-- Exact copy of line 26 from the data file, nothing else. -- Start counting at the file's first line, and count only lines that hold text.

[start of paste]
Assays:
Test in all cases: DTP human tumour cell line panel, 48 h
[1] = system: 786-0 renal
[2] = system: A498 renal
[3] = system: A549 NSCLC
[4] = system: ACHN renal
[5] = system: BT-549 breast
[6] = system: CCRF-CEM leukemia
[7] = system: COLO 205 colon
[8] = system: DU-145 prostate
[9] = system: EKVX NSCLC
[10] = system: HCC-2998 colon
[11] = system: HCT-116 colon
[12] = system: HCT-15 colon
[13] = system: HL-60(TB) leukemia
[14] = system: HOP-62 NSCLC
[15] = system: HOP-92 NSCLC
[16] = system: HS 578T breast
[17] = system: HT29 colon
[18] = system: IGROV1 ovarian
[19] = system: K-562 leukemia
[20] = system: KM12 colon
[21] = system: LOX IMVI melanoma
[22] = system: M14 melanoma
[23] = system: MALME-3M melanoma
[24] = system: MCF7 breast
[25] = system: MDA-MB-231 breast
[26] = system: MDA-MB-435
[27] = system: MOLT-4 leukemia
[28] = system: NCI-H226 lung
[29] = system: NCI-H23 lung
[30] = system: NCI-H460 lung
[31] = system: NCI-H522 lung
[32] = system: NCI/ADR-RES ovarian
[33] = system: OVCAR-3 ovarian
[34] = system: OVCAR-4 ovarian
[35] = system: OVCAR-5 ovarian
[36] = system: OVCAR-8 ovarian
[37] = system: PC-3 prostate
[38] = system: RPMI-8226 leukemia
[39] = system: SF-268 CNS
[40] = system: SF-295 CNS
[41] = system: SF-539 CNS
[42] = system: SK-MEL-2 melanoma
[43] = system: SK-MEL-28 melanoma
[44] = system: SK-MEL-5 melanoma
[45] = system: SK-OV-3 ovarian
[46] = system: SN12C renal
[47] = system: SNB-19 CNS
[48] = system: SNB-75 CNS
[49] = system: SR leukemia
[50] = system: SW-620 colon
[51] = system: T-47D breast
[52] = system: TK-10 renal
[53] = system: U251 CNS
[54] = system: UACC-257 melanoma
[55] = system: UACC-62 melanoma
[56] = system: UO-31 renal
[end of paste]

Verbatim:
[24] = system: MCF7 breast